Human Bodies: The Harshest Environment
The human body is a masterpiece in the eyes of engineers, as it’s designed to withstand soaring temperatures, biting winds and exposure to water, abrasions and punishing exercise. The human body accommodates our pursuit of adventure and our desire to survive ever-changing climates and environmental vacillations.
Human endeavors continue to amaze, no matter who the risk-takers are—whether ultramarathon runners, multi-mountain climbers, or deep-sea divers working on oil rigs. And through the human mind, we have invented technology to support our every move, save lives, and monitor our moment by moment physical conditions using what we know as wearables.
In this article, we look at how wearables have had to endure the rigors that we put our bodies through and how the designs have been adapted to ensure that wherever we want to go, or need to go, our technology can be right there with us.
History of Wearable Technology
Although technology has accelerated over the past two decades, the progression of wearable technology begins a lot further back than you might think with the invention of the eyeglass in 1286. Later, the Victorians, master inventors themselves, designed an air-conditioned top hat in the 1800s and an electrically lit dress in 1890. But not until this current millennium has wearable technology really come of age.
Philips and Levi Strauss & Co. collaborated in 2000 to create the “ICD+,” a jacket designed with an integral, wired harness that connects a range of portable electronic devices. A central control module (CCM) connected all the devices to allow the wearer to switch between the phone, the MPEG Audio Layer 3 (MP3) player, and the headphones to control their separate functions. The jacket had to withstand swings in temperature from the inside during body sweats to provide a cooling effect and from the outside during weather vacillations, so the designers could ensure that the product was both functional and fashionable. Although it’s unlikely anyone marketed the product to be worn up Everest.
Now, wearables are ubiquitous, with a forecast of more than 170 million wristwatch devices to be sold in 2020. And each time we strap a Fitbit to our wrists, or put on our Apple watch, we’re also asking that technology to go where we go, to withstand what we do, and to perform in places that were historically impossible for humans and electrical engineering to withstand. Designers not only have to make sure their equipment works but that it works in environments that are extreme.
An Arid Landscape
Not a week passes without the news reporting an epic account of a human challenge. Nowhere on the planet is more punishing than being in extreme heat, or extreme cold. California’s Death Valley is officially the hottest place in the world, having recorded a temperature of 56.7°C in 1913, which is beyond the limits of human survival. Today, the area regularly records temperatures of 47°C in the height of the summer. So it’s mind-blowing that we humans decided to challenge ourselves to run the Badwater Ultramarathon (billed as “the world’s toughest race”) in this very area. This 217-kilometer course sees very few finishers, and its fastest recorded runner completed the course in 35 hours. While there have been amazingly no fatalities on the course throughout its 30-years of competitions, it is still seen as one of the ultimate tests of human endurance and survival.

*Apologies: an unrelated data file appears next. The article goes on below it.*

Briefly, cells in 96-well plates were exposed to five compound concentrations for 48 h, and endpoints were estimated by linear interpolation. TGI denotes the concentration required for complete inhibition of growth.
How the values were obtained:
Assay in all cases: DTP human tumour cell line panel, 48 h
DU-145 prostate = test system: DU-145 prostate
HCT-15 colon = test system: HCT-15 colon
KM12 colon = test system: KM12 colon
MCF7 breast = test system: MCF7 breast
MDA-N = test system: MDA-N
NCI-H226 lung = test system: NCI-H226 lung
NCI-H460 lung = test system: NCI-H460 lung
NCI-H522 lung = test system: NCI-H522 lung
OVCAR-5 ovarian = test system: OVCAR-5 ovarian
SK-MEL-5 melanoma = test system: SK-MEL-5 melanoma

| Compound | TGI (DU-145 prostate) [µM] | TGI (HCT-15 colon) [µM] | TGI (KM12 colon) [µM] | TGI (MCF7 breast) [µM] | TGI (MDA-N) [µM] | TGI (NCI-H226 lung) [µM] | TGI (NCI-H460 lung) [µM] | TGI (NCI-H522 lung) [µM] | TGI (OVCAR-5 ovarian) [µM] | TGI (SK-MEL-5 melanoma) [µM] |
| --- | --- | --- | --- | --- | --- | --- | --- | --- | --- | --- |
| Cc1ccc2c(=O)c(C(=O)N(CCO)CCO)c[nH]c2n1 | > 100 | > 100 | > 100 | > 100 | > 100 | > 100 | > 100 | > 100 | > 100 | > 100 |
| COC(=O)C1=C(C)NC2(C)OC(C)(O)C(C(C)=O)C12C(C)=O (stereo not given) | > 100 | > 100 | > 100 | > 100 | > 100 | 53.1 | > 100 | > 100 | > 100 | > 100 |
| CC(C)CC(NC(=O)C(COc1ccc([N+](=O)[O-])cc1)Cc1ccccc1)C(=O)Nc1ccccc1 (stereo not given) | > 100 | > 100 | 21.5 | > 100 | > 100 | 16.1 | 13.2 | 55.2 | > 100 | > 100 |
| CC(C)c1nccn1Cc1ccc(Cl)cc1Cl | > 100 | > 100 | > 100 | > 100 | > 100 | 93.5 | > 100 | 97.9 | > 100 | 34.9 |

Those runners who take on the course are supported by a crew that gives water and medical aid. Not only does a runner’s body have to survive this extreme challenge, but the technology that is worn does too. Sweat, sand, pressure, force, and heat combined give manufacturers the ultimate environment to test wearable technology. Likewise, scientists use the participants as research objects to learn the limits of human endurance—such as in a 2008 study that observed the athletes’ water turnover.
From an industrial design aspect, the challenge is to maintain a wearable’s form and function, allowing it to be fit for its purpose without too much weight, bulk, or complex user instructions. Even for tasks as simple as a step tracker, the engineer must ensure that the screen can be read in bright sunlight, that the strap can’t erode byway of dirt particles, and that the buttons still work through a layer of sweat and grime. A complex electronic wearable needs to be rugged enough to prevent dust and fluid ingresses into its components, all without hindering an athlete’s focus.
The Daily Grind
Of course, it’s not just ultrarunners who put their bodies and devices through stress. People wearing wearables during their daily commute, taking 10,000 steps, and going about their day in the proximity of their fellow man all combine to put pressure on their bodies and their technologies.
Think about how we wash dishes daily wearing a Fitbit or wash our hands once we’ve been to the restroom. We splash our hands with water multiple times a day, which engineers are aware of, and thus, try to create a level of water resistance even in products that don’t claim to be completely waterproof.
Our fragrances, aftershaves, hand creams, and cosmetics can cause a buildup of dirt that can affect a wearable’s sensors. Reaching into cupboards, picking up children, and vacuuming our homes can cause us to knock our wrists, giving our wearables quite a workout. When we play sports, and sweat our way through a game of tennis or a BODYPUMP class, we can see that a fitness tracker has to be robust and enduring to cope with the way we live our lives. Considering that most fitness trackers now include heart rate monitors, keeping a photodiode detector and light emitting diode (LED) assembly close to the body and free of dirt and sweat is important, which is just one of the many micro-challenges that engineers face.
Our Bodies are Extreme Machines
Those who work in extreme environments rely on technology to stay safe and to monitor their health. Air force pilots, deep-sea divers, and scientists working in Alaska employ specialized equipment to allow their bodies to survive in these extremes: For example, pilots experience acceleration and g-force daily, which are factors that wearables can monitor the physical effects of.
The National Aeronautics and Space Administration (NASA) and military researchers know exactly how much acceleration our organs can tolerate. They discovered that 14g’s of lateral acceleration is unfortunately too much for the inside of the body to cope with. These experts test extremes to determine the limits of human endurance.